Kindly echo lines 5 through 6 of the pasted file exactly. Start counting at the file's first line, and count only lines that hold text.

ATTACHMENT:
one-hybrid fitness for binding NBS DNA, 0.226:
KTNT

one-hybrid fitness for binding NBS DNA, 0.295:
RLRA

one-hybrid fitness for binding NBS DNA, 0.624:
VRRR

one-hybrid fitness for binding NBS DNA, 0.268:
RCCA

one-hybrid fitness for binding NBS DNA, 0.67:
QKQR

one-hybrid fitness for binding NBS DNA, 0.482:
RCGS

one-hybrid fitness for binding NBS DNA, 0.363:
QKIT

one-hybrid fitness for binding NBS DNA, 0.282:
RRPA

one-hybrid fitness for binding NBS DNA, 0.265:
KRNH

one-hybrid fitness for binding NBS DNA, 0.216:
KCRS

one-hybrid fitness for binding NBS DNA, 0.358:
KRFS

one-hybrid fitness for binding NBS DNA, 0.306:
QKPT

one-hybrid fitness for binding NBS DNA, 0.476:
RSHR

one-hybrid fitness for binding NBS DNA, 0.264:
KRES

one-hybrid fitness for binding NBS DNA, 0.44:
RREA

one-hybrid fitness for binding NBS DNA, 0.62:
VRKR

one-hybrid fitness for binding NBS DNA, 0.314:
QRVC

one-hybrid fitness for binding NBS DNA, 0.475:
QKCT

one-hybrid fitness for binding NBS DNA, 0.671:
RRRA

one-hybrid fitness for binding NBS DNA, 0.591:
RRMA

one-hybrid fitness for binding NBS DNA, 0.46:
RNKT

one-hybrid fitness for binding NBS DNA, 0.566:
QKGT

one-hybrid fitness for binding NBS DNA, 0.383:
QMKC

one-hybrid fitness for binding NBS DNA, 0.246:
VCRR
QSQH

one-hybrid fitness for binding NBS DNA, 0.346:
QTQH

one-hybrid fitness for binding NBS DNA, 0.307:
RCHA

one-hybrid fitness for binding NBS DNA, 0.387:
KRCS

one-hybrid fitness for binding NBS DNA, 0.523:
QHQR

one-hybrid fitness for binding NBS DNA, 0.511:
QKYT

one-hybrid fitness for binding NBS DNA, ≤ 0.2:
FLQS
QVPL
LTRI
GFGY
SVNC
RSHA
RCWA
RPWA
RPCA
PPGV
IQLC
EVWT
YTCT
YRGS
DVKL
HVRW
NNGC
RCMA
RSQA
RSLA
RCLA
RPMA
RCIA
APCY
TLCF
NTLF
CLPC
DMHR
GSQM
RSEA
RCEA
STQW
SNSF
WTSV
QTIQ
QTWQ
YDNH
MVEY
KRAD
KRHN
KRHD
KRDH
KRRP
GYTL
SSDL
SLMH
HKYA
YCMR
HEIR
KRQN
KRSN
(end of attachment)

one-hybrid fitness for binding NBS DNA, 0.624:
VRRR